Kicking 2018 off with a RAWR! Enter Librarians and Dragons…

Success, we have an idea!

In 2016 my demigorgon loving friend, Michael Hawks, and I decided to embark on an epic quest together. We decided to throw caution to the wind and write/record a proposal for the New Librarians Symposium 2018 aka NLS8. After brainstorming (and procrastinating) we came up with our concept, to somehow mash Dungeons and Dragons with our experiences working at QUT Law Library. And thus the first kernels for our workshop, Librarians and Dragons was born!

 

Librarians and Dragons is a transferable skills workshop. We did incorporate Role Play Games like Dungeons and Dragons into it as well as Escape Room and Build Your Own Adventure concepts and mashed it with transferable skills within the GLAMR industry. We could both relate to using our transferable skills to get our jobs at QUT Law Library and after looking at the ALIA Employment Trend Report we could see that not so many new graduate librarians were working within our industry. So we thought, why not use our own experiences and show students and new graduates all the amazing skills they have already and how they can apply them in a library setting, well a haunted library setting, but same same…

Inspiration for overcoming our nerves as first time presenters!

We took our workshop to NLS8 and had a blast presenting it. Although it took a few power poses and inspiration from RuPaul’s Drag Race to get over our nerves but in the end #librariansanddragons was #supereffective! Since NLS8 we have had such positive feedback and have presented it a few more times, including at QUT Library for library staff and as part of Game of Libraries with the charismatic Dr Matt Finch to some of our regional library colleagues, and a mini version at the 2017 ALIA Qld Mini Conference.

Our very own logo #librariansanddragons

We are now launching our very own website for Librarians and Dragons #exciting! Here you can read more about the workshop, download our presentation and get a sneak peek at our characters, designed by the incredible Lewis Crooks. We want to continue to show GLAMR students, new graduates (and existing GLAMR professionals) that they have amazing skills already to start/progress/move their GLAMR career. So if you would like to play Librarians and Dragons with us, let us know! You can find us on Twitter at @maddymedlycott and @mikeyh177. And yes, we are willing to travel to play library games with you 😀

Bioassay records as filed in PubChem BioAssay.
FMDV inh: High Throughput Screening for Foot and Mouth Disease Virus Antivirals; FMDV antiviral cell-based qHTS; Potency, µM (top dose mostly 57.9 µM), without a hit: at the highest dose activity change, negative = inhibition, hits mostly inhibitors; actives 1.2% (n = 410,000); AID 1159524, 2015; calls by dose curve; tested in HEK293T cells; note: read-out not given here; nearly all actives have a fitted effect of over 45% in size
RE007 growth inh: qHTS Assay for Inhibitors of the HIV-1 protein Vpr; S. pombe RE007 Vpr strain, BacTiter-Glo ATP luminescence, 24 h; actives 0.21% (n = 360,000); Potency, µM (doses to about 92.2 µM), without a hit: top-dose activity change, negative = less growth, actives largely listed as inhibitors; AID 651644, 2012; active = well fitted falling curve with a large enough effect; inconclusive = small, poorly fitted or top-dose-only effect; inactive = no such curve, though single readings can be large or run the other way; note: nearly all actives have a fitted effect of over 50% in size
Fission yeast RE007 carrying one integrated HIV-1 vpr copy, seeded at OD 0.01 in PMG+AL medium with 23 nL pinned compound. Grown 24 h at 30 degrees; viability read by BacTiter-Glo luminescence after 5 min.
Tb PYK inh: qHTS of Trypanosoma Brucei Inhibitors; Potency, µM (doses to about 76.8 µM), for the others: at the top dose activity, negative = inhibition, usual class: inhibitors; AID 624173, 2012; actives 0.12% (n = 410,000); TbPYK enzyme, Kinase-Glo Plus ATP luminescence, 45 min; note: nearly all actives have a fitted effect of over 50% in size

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Game of Libraries – Dragons, frozen yoghurt and so much more!

Game of Libraries promotional materialOn the 28th November Toowoomba Regional Library opened their doors for a group of excited librarians ready for an action packed day of professional development. They had been promised, by USQ, QUT Library and ALIA QLD, quests, learning, Dr Matt Finch and a free lunch and they were not disappointed!

It kicked off with a bang with myself & Michael Hawks presenting Librarians and Dragons: A Transferable Skills Workshop. Not only did everyone get badges (#swag) for participating but our workshop is pretty much a library quest, fun! Our  workshop focused on players understanding what transferable skills you have developed over your life experiences aka completed quests, and how these can be used effectively in a library setting. But in a fun way!

The  workshop is gamified and takes players on a library quest through a haunted library where you battle ghost catalogue cards, poltergeist reference librarians, dragon library directors and zombie patrons. Participants worked in groups as four different characters, Take life by the horns Library Manager, Ace Academic Librarian, New Graduate Cat and Old Man Hoot the Teacher Librarian. Each group would take a turn to solve obstacles they faced, such as calming down those dragons (!!) with either their #SUPEREFFECTIVE top transferable skills or their somewhat effect other transferable skills.

Luckily, all the characters made it out of the haunted library (yay!) by using their transferable skills. After the adrenaline of facing a zombie horde had worn off, everyone had time to create a character profile for themselves. This gave everyone time to reflect on what skills they can bring to the table. You could also identify what skills you don’t have and how you can get them and ‘level up’ you career. Overall. Librarians and Dragons was #supereffective at showing participants all the skills they never knew they had, plus questing is fun! To experience the thrills and ghosts yourself, download the presentation or get in contact with me (@maddymedlycott) & Michael (@mikeyh177) on Twitter or check out #librariansanddragons.